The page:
Fishery biologists from the Kalispel Tribe of Northeast Washington will today brief members of the Northwest Power & Conservation Council on the “exponential” growth of northern pike in the Pend Oreille River.
They estimate that there are now from 8,000 to 10,000 in Box Canyon Reservoir between Ione and Newport alone, up from 300 or so in 2004.
Citing data that shows the average length of sampled fish has declined from 33 inches in 2006 to 19 inches this year, tribal biologists also say “the ‘glory days’ of trophy pike are behind us.”
Now, the worry is that the voracious and easy to catch predators will “undermine” massive investments in the restoration of native species in the basin, affect the tribe’s largemouth bass program, and move further down the Columbia system.
Indeed, a roughly 3-year-old pike was landed in Lake Roosevelt last month and the tribe’s Jason Connor doesn’t think it was the only one in the massive reservoir.
According to a PowerPoint presentation to be given to the NPCC at the Northern Quest Resort in Airway Heights, Wash., this morning, the Kalispels hope to secure long-term funding for pike suppression and population monitoring, get northerns designated as an invasive species, promote and reward harvest, and make retention mandatory.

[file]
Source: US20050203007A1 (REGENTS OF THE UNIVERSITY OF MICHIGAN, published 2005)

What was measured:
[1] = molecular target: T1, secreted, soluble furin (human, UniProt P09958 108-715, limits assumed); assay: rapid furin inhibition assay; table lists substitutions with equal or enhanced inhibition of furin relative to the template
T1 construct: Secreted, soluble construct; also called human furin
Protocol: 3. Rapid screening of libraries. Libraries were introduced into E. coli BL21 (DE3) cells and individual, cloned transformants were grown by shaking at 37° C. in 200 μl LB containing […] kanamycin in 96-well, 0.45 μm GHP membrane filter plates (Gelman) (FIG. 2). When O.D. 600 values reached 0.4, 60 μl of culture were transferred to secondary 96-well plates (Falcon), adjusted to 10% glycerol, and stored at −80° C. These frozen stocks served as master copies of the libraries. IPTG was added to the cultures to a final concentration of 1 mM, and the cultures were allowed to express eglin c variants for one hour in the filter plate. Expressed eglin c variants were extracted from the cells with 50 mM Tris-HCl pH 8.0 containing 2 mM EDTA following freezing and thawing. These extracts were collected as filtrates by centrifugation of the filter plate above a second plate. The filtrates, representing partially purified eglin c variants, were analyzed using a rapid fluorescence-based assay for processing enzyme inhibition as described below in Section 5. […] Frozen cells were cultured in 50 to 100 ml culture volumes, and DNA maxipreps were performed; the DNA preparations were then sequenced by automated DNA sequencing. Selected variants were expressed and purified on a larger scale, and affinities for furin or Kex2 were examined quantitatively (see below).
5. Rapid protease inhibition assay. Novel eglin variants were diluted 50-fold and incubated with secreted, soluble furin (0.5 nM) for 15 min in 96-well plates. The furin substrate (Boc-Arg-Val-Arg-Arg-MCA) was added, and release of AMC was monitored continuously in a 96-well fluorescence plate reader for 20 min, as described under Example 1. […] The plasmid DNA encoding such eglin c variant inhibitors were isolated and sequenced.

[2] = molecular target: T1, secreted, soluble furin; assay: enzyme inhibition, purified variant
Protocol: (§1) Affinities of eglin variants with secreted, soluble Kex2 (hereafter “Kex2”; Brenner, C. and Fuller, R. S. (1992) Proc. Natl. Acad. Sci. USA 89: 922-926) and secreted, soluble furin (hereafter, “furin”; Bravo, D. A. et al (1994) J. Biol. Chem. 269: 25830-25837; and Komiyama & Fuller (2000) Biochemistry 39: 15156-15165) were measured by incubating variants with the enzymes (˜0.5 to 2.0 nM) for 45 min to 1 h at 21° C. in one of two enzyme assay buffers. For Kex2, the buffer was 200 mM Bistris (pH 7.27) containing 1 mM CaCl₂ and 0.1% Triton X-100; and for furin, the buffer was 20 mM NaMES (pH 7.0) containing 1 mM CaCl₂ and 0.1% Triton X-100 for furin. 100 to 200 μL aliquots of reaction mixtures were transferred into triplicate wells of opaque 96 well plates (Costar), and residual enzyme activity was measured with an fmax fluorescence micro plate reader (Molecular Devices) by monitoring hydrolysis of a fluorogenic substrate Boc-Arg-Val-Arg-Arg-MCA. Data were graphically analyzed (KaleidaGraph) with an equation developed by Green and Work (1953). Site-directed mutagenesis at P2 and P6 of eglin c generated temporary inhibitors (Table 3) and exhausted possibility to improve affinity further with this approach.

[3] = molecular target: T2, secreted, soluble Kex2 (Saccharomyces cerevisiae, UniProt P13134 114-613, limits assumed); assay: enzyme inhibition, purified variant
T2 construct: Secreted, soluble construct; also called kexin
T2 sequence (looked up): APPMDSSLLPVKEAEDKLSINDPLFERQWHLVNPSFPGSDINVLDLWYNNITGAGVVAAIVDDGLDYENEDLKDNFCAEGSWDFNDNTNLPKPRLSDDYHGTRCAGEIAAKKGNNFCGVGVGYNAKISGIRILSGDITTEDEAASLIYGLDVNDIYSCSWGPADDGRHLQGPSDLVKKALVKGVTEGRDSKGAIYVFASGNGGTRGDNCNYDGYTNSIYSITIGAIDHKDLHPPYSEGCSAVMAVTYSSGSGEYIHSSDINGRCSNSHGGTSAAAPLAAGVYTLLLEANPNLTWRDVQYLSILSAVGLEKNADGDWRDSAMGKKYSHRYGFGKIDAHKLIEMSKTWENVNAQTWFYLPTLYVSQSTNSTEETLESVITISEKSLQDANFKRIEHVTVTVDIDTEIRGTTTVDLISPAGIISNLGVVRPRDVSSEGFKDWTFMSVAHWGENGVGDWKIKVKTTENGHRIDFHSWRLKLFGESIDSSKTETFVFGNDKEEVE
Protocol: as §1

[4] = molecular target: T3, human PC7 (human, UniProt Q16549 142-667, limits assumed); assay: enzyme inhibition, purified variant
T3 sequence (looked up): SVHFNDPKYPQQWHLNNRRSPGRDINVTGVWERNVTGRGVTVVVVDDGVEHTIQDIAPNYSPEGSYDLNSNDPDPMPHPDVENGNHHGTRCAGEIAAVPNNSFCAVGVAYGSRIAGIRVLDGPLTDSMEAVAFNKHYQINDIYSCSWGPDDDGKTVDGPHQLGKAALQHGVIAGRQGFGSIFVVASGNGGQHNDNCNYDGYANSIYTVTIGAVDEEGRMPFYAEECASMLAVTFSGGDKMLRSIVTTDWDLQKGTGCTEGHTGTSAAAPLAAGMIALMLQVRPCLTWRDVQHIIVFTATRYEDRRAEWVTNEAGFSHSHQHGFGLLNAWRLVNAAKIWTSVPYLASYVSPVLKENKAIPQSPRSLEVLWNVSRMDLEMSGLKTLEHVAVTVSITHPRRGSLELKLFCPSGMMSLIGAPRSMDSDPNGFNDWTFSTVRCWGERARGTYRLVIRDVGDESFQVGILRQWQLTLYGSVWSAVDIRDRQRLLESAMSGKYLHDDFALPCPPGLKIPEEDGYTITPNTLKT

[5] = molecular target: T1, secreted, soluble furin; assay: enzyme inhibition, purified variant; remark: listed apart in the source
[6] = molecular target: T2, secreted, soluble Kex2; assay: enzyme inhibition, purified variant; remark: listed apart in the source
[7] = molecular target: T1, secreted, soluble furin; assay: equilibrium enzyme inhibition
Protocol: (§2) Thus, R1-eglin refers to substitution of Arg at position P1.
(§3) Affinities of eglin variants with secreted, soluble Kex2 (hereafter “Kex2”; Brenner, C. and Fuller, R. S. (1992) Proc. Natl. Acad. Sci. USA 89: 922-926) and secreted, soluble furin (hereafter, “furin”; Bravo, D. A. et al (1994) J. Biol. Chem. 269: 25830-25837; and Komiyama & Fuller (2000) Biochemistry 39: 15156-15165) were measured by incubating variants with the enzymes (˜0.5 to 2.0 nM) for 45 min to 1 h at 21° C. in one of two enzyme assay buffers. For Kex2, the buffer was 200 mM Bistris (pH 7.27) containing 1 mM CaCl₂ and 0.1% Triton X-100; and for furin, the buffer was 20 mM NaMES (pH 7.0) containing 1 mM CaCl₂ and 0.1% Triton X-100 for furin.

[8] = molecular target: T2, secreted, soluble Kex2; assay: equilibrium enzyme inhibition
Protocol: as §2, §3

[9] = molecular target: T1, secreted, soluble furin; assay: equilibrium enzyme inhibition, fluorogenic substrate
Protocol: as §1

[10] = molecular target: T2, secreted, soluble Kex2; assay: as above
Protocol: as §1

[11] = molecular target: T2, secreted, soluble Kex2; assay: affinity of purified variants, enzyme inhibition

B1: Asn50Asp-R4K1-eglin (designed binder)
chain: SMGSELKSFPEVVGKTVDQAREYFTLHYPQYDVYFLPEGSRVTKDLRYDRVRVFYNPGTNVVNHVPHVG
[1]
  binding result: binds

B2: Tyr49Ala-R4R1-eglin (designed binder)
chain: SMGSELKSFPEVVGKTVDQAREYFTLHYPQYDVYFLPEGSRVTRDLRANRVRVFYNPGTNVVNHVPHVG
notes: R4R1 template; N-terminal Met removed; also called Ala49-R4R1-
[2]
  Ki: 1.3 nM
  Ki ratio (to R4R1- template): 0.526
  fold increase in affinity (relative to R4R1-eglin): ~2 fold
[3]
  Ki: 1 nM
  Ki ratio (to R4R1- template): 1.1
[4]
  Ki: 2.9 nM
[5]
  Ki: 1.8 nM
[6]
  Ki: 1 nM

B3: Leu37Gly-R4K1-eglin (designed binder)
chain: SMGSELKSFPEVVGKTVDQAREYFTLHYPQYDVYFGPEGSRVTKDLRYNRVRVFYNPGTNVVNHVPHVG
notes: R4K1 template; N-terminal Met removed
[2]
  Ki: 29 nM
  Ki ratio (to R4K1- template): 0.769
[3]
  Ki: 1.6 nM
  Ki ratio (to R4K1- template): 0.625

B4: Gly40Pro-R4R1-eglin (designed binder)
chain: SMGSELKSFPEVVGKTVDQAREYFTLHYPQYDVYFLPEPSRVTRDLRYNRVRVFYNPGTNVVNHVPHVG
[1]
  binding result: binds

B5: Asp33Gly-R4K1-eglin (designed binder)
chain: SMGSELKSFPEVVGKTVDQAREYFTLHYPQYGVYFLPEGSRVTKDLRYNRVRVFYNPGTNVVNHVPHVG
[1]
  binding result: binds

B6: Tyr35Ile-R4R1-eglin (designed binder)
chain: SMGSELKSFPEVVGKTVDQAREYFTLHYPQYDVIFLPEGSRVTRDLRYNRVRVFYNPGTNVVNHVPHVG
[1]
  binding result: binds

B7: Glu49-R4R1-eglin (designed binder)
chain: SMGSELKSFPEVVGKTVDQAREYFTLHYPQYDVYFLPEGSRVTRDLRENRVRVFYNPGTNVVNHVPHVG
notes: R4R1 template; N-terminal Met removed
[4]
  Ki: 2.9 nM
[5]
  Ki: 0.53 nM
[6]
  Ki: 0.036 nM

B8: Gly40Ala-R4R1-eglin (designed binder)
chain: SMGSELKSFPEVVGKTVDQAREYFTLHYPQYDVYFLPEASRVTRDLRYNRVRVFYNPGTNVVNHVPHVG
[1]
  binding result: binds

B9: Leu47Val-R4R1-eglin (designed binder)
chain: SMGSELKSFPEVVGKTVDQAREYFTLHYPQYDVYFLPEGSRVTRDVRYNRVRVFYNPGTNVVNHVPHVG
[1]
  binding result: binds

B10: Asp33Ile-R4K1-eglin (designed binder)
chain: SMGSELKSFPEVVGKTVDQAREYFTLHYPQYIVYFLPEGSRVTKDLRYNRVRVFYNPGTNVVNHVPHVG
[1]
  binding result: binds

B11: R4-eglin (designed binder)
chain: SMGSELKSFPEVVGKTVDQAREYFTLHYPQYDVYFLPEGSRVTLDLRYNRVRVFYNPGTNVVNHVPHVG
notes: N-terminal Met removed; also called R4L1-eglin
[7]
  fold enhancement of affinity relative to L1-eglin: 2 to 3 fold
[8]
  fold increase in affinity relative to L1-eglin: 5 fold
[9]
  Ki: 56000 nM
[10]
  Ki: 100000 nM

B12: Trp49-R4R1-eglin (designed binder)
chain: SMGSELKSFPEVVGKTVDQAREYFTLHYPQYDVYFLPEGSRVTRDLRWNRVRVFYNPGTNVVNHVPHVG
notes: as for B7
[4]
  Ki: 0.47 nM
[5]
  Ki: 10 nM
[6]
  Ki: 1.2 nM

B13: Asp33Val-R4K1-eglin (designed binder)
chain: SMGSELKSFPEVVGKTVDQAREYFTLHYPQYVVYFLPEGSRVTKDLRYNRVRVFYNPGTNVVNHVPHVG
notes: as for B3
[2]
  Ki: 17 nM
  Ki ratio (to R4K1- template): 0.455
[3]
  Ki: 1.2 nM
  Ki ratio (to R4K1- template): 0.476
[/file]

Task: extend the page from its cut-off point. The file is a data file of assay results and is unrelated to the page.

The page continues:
Some of that would require cooperation with the state Department of Fish & Wildlife, which is watching developments closely.
At the same time, interest in the rare fishery has skyrocketed. Angler use of the reservoir has grown from an estimated 4,000 hours a year in 1990 to 76,000 hours in 2010, according to tribal stats. And variations of “Pend Oreille pike” are among the search terms bringing the most viewers to our WordPress site’s archived articles.
In summer, fishing’s good from boat or bank whether you’re dangling dead baitfish under a float or throwing anything from high-dollar stickbaits to broomsticks with hooks.
And it is drawing fishermen from as far away as Puyallup.
That’s where Kevin Bye is from. He made a mid-July run over, catching a couple in Tacoma Slough on spoons, and plans on making a return trip in the next month.
But at the same time that he’s hoping to hang a 20-plus-pounder, he’s also concerned about overpopulation and other issues.
“On one hand, it’s a great fishery and certainly offers up something unique that the rest of the state doesn’t have,” Bye said via email yesterday. “On the other hand, I’m concerned about what impact they could have if and when they make it into the Columbia. I figure it could take some time for them to get through (Lake) Roosevelt and I agree with the article in Northwest Sportsman about the northerns having a difficult time reproducing in there. There certainly are some big northerns hanging out in the river, but there needs to be some serious thinning of the herd with the juveniles.”